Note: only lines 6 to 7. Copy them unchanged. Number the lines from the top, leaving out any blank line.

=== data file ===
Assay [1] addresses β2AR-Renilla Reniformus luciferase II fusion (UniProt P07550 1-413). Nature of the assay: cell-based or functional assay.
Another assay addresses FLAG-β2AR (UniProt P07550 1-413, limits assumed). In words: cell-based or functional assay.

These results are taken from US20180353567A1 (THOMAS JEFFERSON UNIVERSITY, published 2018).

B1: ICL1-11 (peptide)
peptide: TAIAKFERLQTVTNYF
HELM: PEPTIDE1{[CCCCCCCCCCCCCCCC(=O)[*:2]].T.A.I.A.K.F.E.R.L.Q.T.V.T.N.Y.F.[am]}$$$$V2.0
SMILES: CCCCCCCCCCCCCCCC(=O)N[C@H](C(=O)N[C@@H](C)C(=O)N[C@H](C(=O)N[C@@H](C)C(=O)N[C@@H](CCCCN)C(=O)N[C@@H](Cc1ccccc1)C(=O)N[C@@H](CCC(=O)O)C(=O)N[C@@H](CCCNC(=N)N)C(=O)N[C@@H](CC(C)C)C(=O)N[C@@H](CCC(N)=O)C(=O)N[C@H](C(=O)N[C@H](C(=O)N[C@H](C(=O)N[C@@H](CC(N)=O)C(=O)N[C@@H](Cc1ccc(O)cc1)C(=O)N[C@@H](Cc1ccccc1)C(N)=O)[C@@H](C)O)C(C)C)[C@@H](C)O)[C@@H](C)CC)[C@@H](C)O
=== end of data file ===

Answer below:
HELM: PEPTIDE1{[CCCCCCCCCCCCCCCC(=O)[*:2]].T.A.I.A.K.F.E.R.L.Q.T.V.T.N.Y.F.[am]}$$$$V2.0
SMILES: CCCCCCCCCCCCCCCC(=O)N[C@H](C(=O)N[C@@H](C)C(=O)N[C@H](C(=O)N[C@@H](C)C(=O)N[C@@H](CCCCN)C(=O)N[C@@H](Cc1ccccc1)C(=O)N[C@@H](CCC(=O)O)C(=O)N[C@@H](CCCNC(=N)N)C(=O)N[C@@H](CC(C)C)C(=O)N[C@@H](CCC(N)=O)C(=O)N[C@H](C(=O)N[C@H](C(=O)N[C@H](C(=O)N[C@@H](CC(N)=O)C(=O)N[C@@H](Cc1ccc(O)cc1)C(=O)N[C@@H](Cc1ccccc1)C(N)=O)[C@@H](C)O)C(C)C)[C@@H](C)O)[C@@H](C)CC)[C@@H](C)O